duties of good citizenship, hardly in keeping with the obligation
every man owes his country, to bring the whole of his influence,
whether individual or associated, to bear upon the advancement of
the common intelligence. As others have the power to serve
State, by combining or concentrating their denominational
strength, and founding schools or colleges, open to all, so have we,
and it is for us to settle it with ourselves and answer to the coun-
try, which is ours as well as theirs, for failing to employ for its
benefit that power of influence which the intelligence, wealth and
social position of our people gives us for that purpose.

How, then, can we rest satisfied, with the amplest means at our
disposal, with all the intellectual culture required to organize, di-
rect and give efficiency to the most satisfactory plans for the edu-
cation of the children of the Church and the State, while we
are supinely allowing others to discharge duties for which we are
so deeply responsible? Are we not thereby depriving the children
of the Church of their privileges , and the Church of her proper of-
fice, as well as cutting her off from an amount of power of use-
fulness to those who are without, to which she is entitled, and
which our consent and co-operation are alone wanted to secure her ?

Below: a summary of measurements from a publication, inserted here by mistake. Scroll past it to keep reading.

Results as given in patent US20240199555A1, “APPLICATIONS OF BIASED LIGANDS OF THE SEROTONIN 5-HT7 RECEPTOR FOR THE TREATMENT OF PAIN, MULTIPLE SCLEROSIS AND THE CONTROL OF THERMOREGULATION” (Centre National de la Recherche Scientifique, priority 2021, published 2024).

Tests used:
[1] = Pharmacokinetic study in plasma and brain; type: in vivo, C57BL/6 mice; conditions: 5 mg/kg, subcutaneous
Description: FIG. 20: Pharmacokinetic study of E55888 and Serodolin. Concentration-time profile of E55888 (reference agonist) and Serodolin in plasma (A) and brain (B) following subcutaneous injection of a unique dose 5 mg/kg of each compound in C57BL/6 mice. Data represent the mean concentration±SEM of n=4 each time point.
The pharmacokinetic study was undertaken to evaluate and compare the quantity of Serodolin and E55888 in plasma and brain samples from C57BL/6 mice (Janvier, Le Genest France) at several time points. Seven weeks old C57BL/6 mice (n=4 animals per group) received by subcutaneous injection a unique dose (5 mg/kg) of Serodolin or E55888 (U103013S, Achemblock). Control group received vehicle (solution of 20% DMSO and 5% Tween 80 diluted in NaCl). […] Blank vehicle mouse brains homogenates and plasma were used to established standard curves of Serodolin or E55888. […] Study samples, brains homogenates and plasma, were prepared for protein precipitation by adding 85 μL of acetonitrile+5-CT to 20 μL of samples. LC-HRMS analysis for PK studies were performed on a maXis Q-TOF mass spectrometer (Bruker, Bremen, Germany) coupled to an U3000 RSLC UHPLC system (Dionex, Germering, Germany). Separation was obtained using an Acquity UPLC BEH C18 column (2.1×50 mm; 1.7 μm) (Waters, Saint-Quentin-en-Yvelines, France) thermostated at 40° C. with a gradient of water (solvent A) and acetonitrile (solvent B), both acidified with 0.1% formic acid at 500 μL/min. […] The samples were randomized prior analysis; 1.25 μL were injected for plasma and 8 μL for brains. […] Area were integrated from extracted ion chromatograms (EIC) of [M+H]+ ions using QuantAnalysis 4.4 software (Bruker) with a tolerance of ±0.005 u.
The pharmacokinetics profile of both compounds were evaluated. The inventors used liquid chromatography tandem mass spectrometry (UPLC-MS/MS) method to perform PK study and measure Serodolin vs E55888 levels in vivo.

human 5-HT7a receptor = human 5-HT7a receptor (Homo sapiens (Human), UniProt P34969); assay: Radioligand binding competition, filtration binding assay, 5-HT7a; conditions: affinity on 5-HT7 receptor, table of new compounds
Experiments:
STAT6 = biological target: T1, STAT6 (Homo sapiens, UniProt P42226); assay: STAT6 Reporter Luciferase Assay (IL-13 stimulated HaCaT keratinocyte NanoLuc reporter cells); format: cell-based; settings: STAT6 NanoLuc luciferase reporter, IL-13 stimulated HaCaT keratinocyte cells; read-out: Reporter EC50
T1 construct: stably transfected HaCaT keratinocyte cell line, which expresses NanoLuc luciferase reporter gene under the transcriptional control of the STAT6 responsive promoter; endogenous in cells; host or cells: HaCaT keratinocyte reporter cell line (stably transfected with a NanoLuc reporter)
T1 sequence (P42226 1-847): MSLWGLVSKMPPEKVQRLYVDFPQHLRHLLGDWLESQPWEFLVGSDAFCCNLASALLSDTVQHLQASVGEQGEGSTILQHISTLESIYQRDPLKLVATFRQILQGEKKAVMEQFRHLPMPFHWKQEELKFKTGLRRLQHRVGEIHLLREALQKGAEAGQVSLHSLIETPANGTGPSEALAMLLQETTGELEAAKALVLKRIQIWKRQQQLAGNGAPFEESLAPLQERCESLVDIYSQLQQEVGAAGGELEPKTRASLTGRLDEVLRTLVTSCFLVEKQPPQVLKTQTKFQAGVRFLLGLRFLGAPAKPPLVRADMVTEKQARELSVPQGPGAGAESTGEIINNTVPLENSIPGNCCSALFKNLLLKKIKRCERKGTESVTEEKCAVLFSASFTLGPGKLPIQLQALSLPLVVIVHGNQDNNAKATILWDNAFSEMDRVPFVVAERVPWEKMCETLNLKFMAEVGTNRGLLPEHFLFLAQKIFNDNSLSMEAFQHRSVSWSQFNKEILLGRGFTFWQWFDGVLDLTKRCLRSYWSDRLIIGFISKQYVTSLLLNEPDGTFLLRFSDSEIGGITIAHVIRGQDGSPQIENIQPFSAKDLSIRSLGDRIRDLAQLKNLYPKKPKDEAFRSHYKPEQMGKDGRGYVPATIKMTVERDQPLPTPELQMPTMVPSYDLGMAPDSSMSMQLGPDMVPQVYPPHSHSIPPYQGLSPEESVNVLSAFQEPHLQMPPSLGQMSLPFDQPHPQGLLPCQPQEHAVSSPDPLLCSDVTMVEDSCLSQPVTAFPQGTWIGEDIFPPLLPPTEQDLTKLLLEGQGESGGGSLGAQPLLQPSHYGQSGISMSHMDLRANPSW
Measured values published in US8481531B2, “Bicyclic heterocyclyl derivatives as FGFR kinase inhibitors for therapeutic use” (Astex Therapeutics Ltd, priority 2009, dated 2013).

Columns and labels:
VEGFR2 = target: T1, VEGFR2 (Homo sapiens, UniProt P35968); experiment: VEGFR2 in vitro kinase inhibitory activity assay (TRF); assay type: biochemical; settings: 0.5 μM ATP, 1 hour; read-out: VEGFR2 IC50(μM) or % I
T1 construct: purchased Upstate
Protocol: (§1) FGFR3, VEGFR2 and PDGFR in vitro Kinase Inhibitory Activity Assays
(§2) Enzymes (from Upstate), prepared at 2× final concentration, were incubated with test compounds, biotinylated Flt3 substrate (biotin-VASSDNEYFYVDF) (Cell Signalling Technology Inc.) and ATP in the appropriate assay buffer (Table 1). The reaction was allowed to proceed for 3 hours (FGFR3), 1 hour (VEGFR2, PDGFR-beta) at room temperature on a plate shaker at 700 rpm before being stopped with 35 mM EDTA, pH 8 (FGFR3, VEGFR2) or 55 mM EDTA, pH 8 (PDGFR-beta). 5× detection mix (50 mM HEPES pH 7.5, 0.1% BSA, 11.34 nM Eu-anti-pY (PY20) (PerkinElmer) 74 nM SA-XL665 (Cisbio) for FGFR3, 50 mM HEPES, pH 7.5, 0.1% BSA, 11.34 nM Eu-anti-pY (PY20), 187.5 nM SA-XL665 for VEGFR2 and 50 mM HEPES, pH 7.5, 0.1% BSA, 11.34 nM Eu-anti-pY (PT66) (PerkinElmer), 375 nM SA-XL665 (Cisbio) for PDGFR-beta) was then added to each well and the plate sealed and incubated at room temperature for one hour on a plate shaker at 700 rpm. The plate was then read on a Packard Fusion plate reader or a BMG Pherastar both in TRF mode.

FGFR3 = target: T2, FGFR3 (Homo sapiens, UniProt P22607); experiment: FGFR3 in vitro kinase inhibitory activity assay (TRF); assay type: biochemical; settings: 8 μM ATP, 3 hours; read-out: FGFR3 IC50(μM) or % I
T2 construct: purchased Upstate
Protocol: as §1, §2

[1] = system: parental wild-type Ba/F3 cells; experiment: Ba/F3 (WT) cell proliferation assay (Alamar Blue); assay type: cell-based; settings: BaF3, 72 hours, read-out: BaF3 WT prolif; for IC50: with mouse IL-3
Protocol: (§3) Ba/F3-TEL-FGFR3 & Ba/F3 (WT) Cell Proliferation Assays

Indeed, I cannot conceive of an agency more powerful for good, in
the largest sense, than such institutions as those now respect-
fully proposed. By their estalblishment we might serve the State
by founding schools, we have the means of making equal to any on
the continent, which would be of course open to all, which would
relieve our own people of the necessity of sending their children
away, for that education they are entitled to at home, and would,
while they required the highest standard of intellectual develop-
ment, breathe that spirit of chastened and dignified conservatism
for which the Church is so confessedly distinguished.

As to their effect on the interests of the Church, as such, in the
Southern portion of our Union, it would e difficult to estimate

But before considering these, I beg leave to call your attention
to certain facts which seem to point to the locality at or about
which Providence seems to direct our minds, as that most appro-

Notes and Questions

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In the statement, "...for failing to employ for its benefit that power of influence which the intelligence, wealth and social position of our people gives us for that purpose," I see two themes in these pages which may represent political movements still under debate today on a larger stage: first, "Episcopal exceptionalism", which might be compared to "American exceptionalism", and second, a kind of "manifest destiny", continuing the goal of hegemony for the Episcopal Church which the Bishop seems to desire for the South.


In wanting to draw together the resources of multiple dioceses, Bishop Polk is practicing an early example of today's "Crowdsourcing".